Frameworks, frameworks, everywhere... ITIL, CMM, COBIT, etc., etc., ... and yet none of them satisfy. All have nagging gaps and flaws:
- ITIL's weakness with respect to production applications, the primary "service" offered by the modern IT organization...
- CMM's level of abstraction and disregard for operations...
- COBIT's narrow focus on governance and audit...
And all are process based. They focus on activities, not on things. And while activities are indeed important, I have to confess my data centricity. I've always leaned a bit more to nouns than verbs.
The concept of portfolio management is a better fit for me, and indeed ITIL calls for Service Portfolio Management, as an evolution of the original service catalog concept and co-optation of Application Portfolio Management.
However, it is clear the Service Portfolio is one among several. And furthermore, the portfolio management literature does not focus enough on the fact that all elements in a portfolio go through a common lifecycle. In fact, that would be one of the defining characteristics of a portfolio: all elements in it go through largely the same stages from acquisition through disposition.
Here is a candidate list of the lifecycles requiring portfolio management by the IT organization: some will be familiar, and some may surprise.
- Service lifecycle management (from demand through retirement)
- Technology product lifecycle management
- Asset lifecycle management
- Human resource lifecycle management
- Information lifecycle management
I increasingly have been seeing these lifecycles as distinct yet interrelated; each has their own logic and none can be subsumed under another. In terms of the IT value chain, the essentials of the service lifecycle are primary, and the rest are supporting. But the supporting lifecycles are independent of the primary value chain in terms of timing and, often, initiating events.
Service lifecycle management is first among equals; without the need for services, none of the rest have any meaning. And, as I've established in previous writings, the service lifecycle is a value chain, the core of "ERP for IT" and essentially idenfical to ITIL v3. So, the concept of an "IT value chain" still has utility. The other lifecycles support it.
Technology product lifecycle management. As a practicing enterprise architect, I am often called on to assist in the evaluation of new and novel products purporting to solve many problems. New products require functional and non-functional evaluation, definition of acceptable configurations, and ongoing control against policy and baseline configuration. Sets or "patterns" of product combinations may be defined, in the interest of greater consistency and provisioning speed. All products require upgrades and patches, are challenged by new competitors and disruptive forces, eventually lose vendor support, and ultimately must be euthanized and removed from the environment. This entire lifecycle is too often managed as a set of functional silos, even crossing multiple functions such as vendor, configuration, and security management.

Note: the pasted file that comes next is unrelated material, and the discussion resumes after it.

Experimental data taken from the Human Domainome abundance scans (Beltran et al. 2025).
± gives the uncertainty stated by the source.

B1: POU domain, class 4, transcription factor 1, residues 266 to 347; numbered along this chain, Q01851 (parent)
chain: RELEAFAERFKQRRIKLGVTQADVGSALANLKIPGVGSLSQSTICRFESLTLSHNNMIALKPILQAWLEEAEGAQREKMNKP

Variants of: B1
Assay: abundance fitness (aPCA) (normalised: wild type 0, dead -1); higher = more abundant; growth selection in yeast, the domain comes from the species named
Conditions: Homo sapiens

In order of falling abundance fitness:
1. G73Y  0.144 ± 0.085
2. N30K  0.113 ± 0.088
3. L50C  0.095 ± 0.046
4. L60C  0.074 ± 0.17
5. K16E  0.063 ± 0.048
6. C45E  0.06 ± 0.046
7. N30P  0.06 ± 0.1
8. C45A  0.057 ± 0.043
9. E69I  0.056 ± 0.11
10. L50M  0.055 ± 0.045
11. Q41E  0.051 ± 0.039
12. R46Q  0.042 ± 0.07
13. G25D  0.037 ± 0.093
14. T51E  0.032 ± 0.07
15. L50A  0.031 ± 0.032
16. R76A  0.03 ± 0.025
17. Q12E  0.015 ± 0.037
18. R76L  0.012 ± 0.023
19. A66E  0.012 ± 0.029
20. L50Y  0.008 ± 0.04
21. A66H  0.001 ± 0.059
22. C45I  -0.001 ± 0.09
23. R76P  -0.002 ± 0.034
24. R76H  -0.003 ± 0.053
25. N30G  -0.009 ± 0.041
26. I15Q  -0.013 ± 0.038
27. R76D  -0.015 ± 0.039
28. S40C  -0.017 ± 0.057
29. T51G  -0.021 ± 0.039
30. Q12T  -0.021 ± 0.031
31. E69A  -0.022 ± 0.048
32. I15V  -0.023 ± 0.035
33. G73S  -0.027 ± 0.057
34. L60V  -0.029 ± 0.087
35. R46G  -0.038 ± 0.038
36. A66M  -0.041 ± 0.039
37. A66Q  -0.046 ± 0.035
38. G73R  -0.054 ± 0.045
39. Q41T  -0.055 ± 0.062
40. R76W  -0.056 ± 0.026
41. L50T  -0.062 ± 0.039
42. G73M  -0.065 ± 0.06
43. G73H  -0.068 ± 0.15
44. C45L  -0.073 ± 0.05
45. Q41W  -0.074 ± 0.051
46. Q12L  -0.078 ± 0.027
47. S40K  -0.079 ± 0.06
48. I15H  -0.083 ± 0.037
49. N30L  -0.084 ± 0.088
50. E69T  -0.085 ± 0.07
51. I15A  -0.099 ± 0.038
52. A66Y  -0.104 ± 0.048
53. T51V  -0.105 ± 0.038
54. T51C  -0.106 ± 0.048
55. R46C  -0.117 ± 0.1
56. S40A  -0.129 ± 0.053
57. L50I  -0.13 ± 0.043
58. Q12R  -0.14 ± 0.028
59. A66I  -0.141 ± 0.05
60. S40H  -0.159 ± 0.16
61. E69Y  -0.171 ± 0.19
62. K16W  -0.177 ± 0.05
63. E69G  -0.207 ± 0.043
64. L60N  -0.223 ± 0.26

Note that this lifecycle is often decoupled from the service lifecycle. Technology products are often introduced with the assumption that they will support multiple services, and of course any one service may depend on multiple technology products. In the case of such fundamental computing platforms as OS/390, CICS, MQ, and TCP/IP, the technology product may well outlive multiple services platformed on it, themselves long-lived.
Technology products generally subtype into hardware and software (the boundaries are not crisp and some products include both).
The service lifecycle often drives the technology product lifecycle. Typical anti-pattern: the project team tasked with implementing the service determines that a new technology product (perhaps specifically optimized for the service) is required, and push to have this new product's approval accelerated, perhaps encountering reluctance from those responsible for the technology product portfolio, who may point to redundancy or non-functional issues.